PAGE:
I got a nice email from Michael Norrish, suggesting that maybe HOL is not as difficult as I suspected. The core of HOL Light is only about 1000 lines of ML. That's an appealing level of simplicity. Of course, ML is particularly well suited for doing HOL-style logic, but that hardly counts as a strike against it!
Without meaning any disrespect for other projects such as Mizar, QED, Mathweb, NuPrl, etc., for the stuff I'm interested in, HOL and Metamath are definitely the two systems of interest. They're both simple, they're both founded on mature work in mathematical logic, and there's enough mathematics done in both to make comparisons useful.
Unfortunately, the two systems are different enough to pose major compatibility problems. At heart, functions are different beasts. In ZF(C) set theory, they're essentially untyped, and allowed to be partial. They can be hugely infinite, but can't take themselves as arguments. Thus, even such a simple and familiar expression such as lambda x.x can't be directly expressed as a ZF set.
HOL functions, on the other hand, are typed, but total within that type. Thus, the function lambda x. 1/x is problematic. Harrison's construction of the reals in HOL arbitrarily takes 1/0 = 0. The trick of polymorphic types lets you apply a function to itself, with just enough limitations to avoid the paradoxes. So lambda x.x is back in the club.
I get the feeling that there's been work on connecting the two flavors of formal system, but it seems technical and difficult to me. This is disappointing.
In any case, I feel this interest in logic burning itself out for now. I'm sure I'll come back to it later; it's been an interest of mine for a long time. I still feel that a Web-centered distributed proof repository could be a very interesting thing, and that the tools I'm comfortable with could be applied well. But what I do not need right now is another big project.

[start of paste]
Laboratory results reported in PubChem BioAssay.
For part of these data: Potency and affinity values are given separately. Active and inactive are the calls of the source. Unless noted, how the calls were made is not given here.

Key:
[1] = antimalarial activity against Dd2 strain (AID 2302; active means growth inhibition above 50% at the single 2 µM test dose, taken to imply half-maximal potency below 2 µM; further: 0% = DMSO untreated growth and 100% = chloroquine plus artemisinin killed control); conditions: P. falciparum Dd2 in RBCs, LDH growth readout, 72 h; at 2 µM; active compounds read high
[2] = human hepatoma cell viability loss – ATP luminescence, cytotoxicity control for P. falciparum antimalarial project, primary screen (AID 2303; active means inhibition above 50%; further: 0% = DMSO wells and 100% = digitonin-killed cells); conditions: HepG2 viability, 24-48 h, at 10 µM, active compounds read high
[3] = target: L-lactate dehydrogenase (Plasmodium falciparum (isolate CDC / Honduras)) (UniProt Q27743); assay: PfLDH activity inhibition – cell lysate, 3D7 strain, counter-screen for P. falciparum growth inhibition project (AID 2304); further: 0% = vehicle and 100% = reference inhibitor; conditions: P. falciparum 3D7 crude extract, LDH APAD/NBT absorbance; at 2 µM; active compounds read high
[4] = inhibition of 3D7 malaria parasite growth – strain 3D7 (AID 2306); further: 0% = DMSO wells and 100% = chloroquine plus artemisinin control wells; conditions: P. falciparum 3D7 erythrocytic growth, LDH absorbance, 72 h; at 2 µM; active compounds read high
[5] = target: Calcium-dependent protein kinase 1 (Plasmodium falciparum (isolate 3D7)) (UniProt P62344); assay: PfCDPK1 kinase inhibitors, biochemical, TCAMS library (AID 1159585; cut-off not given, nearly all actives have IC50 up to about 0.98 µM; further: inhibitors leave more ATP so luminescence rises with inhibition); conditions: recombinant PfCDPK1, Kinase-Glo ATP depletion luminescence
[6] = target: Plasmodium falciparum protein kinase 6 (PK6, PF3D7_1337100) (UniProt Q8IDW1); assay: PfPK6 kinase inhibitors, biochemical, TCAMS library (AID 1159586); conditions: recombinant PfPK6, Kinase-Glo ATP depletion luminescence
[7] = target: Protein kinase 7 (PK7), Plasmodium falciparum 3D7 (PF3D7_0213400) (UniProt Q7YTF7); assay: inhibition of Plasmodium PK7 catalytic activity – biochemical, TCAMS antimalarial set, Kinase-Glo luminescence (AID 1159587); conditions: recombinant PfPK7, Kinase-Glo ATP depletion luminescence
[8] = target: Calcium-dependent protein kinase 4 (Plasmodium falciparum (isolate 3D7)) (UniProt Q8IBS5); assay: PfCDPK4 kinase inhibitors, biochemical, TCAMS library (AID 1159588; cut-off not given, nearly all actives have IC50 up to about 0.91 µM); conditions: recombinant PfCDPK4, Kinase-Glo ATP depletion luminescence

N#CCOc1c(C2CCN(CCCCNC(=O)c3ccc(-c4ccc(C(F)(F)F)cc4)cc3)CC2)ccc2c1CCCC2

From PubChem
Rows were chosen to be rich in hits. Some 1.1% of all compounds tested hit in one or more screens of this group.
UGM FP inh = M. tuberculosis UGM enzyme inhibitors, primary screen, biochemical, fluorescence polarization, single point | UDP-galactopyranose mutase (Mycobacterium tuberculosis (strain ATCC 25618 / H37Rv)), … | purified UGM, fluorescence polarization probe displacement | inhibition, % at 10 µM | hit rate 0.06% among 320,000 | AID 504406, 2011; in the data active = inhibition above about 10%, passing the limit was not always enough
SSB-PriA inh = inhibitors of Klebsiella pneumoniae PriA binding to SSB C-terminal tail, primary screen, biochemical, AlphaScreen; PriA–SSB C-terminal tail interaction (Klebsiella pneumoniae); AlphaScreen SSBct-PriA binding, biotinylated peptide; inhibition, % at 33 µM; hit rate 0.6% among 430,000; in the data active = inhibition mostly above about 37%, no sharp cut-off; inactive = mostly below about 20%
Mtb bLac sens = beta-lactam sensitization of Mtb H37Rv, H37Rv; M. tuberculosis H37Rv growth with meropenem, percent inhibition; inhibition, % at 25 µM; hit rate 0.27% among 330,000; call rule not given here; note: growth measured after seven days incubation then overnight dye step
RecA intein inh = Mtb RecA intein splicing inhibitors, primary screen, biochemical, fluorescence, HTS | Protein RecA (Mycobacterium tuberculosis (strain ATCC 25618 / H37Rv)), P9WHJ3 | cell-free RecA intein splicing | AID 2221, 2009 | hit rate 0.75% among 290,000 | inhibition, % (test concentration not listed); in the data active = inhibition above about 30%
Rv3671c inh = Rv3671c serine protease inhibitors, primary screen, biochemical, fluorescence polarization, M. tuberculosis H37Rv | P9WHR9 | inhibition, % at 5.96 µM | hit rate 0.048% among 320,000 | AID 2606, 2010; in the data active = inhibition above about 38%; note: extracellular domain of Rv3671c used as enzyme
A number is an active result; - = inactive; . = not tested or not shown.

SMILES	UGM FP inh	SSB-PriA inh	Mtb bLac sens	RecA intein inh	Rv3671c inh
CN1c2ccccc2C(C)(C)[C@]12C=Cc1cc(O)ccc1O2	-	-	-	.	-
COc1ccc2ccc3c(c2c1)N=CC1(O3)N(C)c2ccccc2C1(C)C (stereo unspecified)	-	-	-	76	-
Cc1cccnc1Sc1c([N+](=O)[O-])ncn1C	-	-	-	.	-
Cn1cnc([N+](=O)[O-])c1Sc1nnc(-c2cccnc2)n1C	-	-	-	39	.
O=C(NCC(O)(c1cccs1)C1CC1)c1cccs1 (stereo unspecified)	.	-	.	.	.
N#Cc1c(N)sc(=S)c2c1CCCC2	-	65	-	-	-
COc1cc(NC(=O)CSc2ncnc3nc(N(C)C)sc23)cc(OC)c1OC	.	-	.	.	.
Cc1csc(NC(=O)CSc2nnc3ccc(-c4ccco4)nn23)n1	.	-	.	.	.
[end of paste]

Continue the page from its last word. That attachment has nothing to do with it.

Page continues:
The big DeviceN merge happened, and it's not too bad. There are still some regressions, but they're settling down. A big chunk of my recent work has been putting together a framework to test whether 6-color DeviceN rendering is consistent with plain CMYK. I'm becoming an even firmer believer in testing, and I think that graphics rendering systems are particularly suitable for automated testing.
I'm craving a chunk of time to sit down and write Fitz design ideas, but with the Ghostscript 8.0 release process taking all my time, it's not been easy. Even so, some aspects of the design seem to be coming into relatively clear focus, even as details on things like font and text rendering seem elusive. I'm particularly excited about the design of the runtime discipline. In particular, it should be a lot easier to understand and integrate with other systems than the current Ghostscript runtime discipline. I don't see a lot of work on conscious design for runtimes; more commonly, designs inherit runtimes from somewhere else (language, library, predecessor). As such, I'm hoping that the runtime document will make interesting reading even for people not in the market for a graphics rendering library.